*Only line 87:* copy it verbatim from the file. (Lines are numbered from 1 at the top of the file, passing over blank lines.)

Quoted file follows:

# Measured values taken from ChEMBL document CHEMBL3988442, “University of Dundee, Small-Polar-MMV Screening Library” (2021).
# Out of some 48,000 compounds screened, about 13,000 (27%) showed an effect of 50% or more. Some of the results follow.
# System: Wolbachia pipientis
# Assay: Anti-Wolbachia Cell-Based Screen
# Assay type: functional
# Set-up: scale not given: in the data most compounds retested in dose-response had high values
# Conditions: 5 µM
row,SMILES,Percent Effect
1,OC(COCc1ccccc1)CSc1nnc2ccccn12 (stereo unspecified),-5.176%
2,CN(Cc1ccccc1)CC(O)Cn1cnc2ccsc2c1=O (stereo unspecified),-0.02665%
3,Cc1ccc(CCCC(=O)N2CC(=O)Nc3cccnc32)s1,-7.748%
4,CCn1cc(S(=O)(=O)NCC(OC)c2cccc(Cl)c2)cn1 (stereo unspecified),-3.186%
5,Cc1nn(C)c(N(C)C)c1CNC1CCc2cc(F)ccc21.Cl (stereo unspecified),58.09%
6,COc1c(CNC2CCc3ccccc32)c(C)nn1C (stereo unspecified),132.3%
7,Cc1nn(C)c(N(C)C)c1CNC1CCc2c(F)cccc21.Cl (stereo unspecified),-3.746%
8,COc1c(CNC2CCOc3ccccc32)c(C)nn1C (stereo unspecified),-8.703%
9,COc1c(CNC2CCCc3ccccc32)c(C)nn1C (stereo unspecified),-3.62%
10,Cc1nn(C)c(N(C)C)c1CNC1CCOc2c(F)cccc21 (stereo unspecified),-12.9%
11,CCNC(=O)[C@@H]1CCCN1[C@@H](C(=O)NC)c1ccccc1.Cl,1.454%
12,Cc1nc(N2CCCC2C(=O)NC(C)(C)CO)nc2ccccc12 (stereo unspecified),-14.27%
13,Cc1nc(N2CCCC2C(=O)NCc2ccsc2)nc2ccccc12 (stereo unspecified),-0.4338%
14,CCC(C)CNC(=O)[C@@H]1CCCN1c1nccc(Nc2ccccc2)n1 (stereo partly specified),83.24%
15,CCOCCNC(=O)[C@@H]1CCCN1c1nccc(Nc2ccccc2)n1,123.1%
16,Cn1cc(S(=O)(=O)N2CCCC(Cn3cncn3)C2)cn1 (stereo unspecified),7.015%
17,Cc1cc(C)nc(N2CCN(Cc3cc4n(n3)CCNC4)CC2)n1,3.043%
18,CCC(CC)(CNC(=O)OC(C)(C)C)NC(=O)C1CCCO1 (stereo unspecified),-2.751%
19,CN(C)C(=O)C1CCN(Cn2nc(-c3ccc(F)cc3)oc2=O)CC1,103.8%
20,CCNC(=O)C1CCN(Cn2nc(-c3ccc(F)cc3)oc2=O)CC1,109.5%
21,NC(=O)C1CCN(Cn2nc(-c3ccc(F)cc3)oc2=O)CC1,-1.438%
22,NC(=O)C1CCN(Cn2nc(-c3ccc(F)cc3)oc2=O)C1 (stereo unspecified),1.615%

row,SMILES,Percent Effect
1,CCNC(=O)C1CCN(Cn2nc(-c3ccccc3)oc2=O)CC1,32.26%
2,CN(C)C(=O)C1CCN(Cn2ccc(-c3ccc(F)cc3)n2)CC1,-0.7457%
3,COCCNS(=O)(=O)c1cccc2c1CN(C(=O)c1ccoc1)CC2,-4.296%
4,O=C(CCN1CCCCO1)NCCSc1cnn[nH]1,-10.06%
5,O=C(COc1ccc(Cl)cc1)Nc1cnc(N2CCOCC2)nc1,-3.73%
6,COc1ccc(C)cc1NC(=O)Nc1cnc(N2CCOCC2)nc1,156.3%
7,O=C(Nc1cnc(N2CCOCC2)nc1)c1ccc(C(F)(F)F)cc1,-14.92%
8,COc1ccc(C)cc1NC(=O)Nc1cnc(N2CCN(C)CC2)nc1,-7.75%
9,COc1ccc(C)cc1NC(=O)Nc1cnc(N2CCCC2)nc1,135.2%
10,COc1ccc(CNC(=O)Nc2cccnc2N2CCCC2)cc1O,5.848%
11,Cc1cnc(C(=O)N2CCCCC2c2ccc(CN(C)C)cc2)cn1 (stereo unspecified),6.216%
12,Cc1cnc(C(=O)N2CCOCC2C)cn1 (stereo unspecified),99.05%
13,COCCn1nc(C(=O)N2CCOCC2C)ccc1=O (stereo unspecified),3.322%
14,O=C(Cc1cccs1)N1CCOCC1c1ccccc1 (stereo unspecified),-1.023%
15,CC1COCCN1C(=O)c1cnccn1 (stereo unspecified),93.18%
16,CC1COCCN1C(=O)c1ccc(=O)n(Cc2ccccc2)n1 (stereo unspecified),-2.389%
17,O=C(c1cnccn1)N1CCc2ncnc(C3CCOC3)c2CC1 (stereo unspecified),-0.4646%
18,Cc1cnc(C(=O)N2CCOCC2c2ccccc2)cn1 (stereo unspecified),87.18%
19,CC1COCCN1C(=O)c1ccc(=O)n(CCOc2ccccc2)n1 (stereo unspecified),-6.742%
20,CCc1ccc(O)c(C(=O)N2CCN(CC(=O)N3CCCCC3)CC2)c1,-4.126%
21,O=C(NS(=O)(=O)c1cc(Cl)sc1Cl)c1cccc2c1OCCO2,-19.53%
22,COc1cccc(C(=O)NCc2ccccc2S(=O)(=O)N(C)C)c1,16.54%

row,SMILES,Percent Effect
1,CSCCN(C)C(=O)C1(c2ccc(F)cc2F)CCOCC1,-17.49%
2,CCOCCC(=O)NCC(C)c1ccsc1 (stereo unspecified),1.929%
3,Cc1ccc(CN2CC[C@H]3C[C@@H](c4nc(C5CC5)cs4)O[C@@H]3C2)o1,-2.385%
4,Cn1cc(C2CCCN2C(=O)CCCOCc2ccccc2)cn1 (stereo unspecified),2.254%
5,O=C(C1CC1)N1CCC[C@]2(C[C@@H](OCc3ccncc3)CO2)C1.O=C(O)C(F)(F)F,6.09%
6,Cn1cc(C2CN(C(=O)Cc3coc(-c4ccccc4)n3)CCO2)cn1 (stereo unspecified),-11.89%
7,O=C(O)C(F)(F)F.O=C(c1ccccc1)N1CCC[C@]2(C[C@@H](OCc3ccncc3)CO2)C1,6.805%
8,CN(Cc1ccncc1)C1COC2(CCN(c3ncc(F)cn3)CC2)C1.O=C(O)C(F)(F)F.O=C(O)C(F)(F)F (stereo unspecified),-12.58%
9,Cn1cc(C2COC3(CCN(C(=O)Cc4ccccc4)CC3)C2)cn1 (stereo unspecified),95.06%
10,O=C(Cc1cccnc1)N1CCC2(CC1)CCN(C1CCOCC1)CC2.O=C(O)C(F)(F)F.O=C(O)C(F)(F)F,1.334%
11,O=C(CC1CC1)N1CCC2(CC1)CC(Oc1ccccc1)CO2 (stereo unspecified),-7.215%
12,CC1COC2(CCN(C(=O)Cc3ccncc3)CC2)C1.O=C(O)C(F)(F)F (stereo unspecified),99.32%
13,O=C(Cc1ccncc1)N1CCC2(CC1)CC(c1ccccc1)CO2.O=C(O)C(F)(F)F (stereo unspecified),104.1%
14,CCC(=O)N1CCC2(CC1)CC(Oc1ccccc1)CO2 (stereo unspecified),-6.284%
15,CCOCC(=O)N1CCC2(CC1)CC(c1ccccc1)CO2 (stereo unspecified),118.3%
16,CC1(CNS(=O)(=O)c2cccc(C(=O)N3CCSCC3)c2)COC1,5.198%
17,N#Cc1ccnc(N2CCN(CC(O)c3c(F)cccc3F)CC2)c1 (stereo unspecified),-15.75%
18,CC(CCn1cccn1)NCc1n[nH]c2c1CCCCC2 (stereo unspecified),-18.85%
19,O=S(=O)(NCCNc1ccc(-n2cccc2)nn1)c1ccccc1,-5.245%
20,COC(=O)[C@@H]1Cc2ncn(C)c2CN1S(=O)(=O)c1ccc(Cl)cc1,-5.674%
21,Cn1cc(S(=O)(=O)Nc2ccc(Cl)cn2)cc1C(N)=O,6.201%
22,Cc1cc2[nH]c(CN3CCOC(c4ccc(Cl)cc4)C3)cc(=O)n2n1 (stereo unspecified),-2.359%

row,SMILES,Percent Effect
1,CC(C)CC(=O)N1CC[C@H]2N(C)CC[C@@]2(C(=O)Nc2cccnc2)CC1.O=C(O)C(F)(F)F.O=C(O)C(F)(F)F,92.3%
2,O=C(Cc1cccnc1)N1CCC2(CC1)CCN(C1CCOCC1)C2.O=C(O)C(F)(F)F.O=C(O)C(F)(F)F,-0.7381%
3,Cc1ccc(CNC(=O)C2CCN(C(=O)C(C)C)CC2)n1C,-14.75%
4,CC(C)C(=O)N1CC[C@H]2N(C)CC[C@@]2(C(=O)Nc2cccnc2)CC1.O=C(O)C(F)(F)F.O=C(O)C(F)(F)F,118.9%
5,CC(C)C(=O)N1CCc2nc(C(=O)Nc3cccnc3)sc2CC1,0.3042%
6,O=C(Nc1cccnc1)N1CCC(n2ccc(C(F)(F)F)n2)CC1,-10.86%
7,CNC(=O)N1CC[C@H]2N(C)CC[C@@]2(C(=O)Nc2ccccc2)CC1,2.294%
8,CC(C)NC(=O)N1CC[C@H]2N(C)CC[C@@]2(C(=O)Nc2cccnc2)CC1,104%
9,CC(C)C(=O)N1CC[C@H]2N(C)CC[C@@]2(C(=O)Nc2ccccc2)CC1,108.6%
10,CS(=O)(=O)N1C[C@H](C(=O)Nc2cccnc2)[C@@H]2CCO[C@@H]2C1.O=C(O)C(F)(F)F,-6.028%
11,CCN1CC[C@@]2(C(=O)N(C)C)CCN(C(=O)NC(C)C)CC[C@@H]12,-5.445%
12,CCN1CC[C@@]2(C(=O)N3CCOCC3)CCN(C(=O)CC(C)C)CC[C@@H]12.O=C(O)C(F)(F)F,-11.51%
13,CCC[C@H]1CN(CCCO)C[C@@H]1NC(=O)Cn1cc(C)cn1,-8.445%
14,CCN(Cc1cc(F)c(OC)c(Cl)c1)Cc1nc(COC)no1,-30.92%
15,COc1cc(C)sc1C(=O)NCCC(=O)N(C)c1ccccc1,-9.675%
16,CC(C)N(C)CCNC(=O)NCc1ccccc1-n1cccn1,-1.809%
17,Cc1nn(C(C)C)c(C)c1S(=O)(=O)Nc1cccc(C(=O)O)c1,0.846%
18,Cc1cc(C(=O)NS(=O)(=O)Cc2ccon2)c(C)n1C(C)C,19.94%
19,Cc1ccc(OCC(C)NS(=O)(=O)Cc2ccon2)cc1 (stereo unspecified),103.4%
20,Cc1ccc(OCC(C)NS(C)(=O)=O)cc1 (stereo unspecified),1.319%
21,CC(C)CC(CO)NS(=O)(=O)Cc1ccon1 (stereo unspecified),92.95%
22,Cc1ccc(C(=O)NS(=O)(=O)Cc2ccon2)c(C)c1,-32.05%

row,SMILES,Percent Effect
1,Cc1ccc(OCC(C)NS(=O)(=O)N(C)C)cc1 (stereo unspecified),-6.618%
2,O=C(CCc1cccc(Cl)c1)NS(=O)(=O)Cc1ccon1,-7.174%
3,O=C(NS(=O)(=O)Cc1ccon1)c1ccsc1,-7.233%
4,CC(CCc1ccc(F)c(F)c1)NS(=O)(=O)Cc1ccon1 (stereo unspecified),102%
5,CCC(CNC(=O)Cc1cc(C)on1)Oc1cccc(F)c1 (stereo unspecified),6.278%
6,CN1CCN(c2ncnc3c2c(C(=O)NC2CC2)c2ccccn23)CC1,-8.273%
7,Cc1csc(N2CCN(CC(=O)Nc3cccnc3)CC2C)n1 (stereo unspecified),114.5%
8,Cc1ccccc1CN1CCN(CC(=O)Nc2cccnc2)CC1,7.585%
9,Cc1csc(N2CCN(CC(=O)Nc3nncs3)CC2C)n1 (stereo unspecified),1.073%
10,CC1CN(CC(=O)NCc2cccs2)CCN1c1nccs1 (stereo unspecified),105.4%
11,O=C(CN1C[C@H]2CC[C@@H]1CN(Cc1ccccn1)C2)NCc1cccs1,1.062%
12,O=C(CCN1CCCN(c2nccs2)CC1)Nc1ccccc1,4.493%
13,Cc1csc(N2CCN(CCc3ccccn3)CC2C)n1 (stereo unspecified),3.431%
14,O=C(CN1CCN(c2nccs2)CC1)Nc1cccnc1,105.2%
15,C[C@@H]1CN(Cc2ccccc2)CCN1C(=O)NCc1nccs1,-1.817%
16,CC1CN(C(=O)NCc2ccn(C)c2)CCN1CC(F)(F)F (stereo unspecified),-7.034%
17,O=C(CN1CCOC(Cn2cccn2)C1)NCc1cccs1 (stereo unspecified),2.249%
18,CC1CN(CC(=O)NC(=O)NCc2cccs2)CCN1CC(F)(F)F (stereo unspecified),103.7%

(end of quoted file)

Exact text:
10,CS(=O)(=O)N1C[C@H](C(=O)Nc2cccnc2)[C@@H]2CCO[C@@H]2C1.O=C(O)C(F)(F)F,-6.028%